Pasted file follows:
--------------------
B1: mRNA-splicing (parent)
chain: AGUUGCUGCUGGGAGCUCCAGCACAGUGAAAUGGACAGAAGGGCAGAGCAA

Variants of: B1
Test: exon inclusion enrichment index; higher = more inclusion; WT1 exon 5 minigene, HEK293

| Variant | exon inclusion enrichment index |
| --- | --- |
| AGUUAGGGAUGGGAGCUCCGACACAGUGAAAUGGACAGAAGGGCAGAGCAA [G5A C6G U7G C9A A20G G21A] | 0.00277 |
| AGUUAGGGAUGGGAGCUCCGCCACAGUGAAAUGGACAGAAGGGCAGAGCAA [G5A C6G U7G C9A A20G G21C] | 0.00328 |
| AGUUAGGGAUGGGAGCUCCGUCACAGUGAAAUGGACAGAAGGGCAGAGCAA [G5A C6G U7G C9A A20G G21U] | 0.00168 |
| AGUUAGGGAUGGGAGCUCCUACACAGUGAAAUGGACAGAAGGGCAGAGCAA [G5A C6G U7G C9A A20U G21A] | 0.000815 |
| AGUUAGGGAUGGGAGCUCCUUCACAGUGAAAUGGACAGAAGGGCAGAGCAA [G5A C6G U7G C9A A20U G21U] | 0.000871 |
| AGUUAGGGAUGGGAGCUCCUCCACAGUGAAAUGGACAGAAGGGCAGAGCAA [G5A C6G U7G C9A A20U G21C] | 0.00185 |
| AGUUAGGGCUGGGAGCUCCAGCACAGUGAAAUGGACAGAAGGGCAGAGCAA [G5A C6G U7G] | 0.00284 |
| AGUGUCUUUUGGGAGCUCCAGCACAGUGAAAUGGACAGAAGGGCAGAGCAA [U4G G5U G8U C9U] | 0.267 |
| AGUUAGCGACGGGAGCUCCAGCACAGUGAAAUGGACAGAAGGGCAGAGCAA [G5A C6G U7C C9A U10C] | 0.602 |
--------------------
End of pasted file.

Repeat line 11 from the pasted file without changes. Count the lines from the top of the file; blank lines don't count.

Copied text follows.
| AGUUAGGGAUGGGAGCUCCUUCACAGUGAAAUGGACAGAAGGGCAGAGCAA [G5A C6G U7G C9A A20U G21U] | 0.000871 |